Mutual Funds

Smooth sailing for FMCG funds

Parvatha Vardhini C | Updated on January 20, 2018

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But given the rising valuations of FMCG stocks, investing in these funds isn’t desirable



The FMCG space has indeed lived up to its ‘defensive’ tag in the market fall of the last one year. The BSE FMCG /Nifty FMCG indices dropped only by 6-7 per cent, compared to the 13-14 per cent fall in the bellwether Sensex and Nifty 50 indices.

The two FMCG funds available as on date — ICICI Pru FMCG fund and SBI FMCG fund — emerged good performers, with both containing losses better than their benchmarks. While ICICI Pru FMCG dropped about 5.3 per cent compared to its benchmark, the Nifty FMCG’s 6.8 per cent fall, the SBI FMCG fund lost only 2 per cent, as against the benchmark BSE FMCG’s 7.3 per cent plunge.

Where they scored

Although both the funds are focused on FMCG (consumer non-durables), they normally take some exposure to companies in allied consumer segments such as retail, paints, jewellery and consumer durables.

Hence, holdings in stocks in these sectors have helped the funds cash in on the pick-up in urban consumption during this period too.

In the last one year, SBI FMCG had 85-90 per cent allocations to consumer non-durables and the rest to other consumer segments. Though its top holding ITC lost about 5 per cent in the last one year, the 10-35 per cent gains made by stocks such as Britannia, Radico Khaitan, Manpasand Beverages and Kansai Nerolac Paints helped.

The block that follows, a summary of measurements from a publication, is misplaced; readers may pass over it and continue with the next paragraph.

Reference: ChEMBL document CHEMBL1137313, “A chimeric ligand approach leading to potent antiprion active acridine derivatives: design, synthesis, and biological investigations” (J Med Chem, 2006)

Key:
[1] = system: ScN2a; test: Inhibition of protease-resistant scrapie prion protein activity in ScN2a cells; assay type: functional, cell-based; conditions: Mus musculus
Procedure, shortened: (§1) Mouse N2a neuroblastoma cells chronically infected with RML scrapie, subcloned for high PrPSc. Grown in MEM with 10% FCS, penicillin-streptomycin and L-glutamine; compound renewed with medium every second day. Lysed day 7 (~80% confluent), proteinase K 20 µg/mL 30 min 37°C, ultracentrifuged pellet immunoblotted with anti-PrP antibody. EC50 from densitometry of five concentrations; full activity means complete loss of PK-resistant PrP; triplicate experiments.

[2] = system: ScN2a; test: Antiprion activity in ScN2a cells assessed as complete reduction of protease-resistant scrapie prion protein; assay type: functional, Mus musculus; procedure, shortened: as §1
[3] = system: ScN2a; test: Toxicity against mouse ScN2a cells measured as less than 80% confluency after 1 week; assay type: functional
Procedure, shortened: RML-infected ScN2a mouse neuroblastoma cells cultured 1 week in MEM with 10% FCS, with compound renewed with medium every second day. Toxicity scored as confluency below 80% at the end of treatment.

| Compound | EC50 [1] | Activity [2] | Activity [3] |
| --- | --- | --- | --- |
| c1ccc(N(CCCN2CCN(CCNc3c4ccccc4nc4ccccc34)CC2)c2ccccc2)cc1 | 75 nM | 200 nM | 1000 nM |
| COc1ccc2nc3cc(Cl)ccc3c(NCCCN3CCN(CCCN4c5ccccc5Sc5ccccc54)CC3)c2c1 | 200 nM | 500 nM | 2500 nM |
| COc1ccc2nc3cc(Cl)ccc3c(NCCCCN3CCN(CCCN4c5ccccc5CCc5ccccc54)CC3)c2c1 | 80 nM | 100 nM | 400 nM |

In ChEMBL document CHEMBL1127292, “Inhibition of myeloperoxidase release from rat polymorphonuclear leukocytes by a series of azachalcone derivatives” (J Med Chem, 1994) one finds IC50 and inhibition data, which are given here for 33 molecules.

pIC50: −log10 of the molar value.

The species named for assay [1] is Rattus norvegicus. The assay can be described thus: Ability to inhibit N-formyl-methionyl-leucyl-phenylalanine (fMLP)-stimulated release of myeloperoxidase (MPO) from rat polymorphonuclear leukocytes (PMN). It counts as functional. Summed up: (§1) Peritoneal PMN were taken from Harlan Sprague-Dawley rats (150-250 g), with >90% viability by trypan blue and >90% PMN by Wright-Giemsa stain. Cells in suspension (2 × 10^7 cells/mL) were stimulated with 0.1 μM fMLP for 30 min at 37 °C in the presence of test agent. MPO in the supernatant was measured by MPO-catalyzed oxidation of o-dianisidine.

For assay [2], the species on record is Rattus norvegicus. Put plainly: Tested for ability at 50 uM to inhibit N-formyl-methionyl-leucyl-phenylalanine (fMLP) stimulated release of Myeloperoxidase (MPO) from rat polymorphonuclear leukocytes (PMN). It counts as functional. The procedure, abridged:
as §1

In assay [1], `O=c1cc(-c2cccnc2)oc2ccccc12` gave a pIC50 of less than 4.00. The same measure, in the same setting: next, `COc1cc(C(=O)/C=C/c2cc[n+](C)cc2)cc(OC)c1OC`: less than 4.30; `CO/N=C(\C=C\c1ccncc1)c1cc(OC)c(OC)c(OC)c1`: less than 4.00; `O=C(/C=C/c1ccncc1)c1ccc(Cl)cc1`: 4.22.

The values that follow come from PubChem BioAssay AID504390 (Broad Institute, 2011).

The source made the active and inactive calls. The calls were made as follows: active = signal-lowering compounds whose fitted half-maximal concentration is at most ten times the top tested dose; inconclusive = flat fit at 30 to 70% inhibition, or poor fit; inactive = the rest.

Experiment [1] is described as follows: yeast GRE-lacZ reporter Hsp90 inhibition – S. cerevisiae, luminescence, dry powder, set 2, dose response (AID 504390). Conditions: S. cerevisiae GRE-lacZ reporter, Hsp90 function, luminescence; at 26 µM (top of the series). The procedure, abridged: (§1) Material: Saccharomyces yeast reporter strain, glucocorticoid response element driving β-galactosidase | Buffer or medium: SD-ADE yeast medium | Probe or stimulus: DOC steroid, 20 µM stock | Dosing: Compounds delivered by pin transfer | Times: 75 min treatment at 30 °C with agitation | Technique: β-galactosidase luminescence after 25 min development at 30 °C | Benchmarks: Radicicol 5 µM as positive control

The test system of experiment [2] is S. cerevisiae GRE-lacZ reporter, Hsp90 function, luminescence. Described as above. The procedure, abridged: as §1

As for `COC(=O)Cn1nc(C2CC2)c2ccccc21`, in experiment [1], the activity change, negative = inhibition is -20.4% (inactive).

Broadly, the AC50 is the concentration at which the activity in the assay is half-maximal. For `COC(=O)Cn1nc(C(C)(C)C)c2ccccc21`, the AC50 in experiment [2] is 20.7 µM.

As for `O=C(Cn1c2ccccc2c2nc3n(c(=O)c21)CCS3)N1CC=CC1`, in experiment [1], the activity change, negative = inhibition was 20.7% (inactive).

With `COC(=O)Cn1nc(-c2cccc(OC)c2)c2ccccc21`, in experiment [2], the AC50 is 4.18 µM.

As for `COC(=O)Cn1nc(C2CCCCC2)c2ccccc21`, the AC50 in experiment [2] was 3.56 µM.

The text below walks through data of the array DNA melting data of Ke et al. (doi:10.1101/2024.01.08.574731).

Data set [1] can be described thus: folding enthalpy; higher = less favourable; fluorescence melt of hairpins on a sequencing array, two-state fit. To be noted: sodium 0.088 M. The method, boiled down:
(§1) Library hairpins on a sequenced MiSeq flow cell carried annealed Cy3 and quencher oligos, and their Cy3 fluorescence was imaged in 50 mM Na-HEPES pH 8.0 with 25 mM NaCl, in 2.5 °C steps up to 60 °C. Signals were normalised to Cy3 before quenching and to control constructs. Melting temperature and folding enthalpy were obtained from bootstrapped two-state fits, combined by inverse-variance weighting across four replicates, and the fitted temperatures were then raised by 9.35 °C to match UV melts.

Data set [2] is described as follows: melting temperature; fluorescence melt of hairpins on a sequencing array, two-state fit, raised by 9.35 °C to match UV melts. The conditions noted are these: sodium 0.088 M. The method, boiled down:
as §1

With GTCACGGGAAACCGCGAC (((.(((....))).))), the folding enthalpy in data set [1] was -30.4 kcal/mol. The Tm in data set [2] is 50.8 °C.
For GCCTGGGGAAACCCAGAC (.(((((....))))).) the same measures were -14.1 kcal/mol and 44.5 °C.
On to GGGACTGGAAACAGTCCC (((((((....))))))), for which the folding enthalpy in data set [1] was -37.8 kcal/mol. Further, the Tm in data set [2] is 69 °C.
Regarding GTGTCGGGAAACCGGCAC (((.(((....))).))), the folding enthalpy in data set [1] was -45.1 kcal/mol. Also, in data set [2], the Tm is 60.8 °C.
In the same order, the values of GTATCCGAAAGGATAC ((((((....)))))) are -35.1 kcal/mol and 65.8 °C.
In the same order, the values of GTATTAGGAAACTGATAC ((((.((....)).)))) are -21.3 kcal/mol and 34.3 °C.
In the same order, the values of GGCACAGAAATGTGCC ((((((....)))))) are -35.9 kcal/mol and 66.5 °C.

It also cut losses in a few cases by exiting losers such as Colgate- Palmolive and Nestle early. It re-entered Nestle in end-2015, though.

The ICICI Fund kept its FMCG holdings at 75-79 per cent during this period. Despite having consistent holdings of 2-3 per cent in some losing stocks such as Agro Tech Foods, Tata Global Beverages and United Spirits throughout the last one year, stocks such as Britannia, Pidilite, S H Kelkar and Marico, which put up solid gains, helped curtail the erosion in NAV to an extent.

Both funds did not take considerable cash/debt calls and were invested at over 95 per cent in equities in the last one year.

With FMCG stocks being market favourites across rallies and falls since 2009-10, the long-term returns of these funds also look good. Both funds have managed a five-year return of about 20 per cent, compared to the average 7-10 per cent clocked by large-cap and multi-cap oriented funds and 15 per cent average returns achieved by mid and small-cap funds.

But with valuations of FMCG stocks moving up sharply, it may not be an ideal time to invest in these funds now.

The BSE FMCG index now trades at a trailing PE of 44 times, compared with the 18.5 times the Sensex trades at.

Published on March 13, 2016

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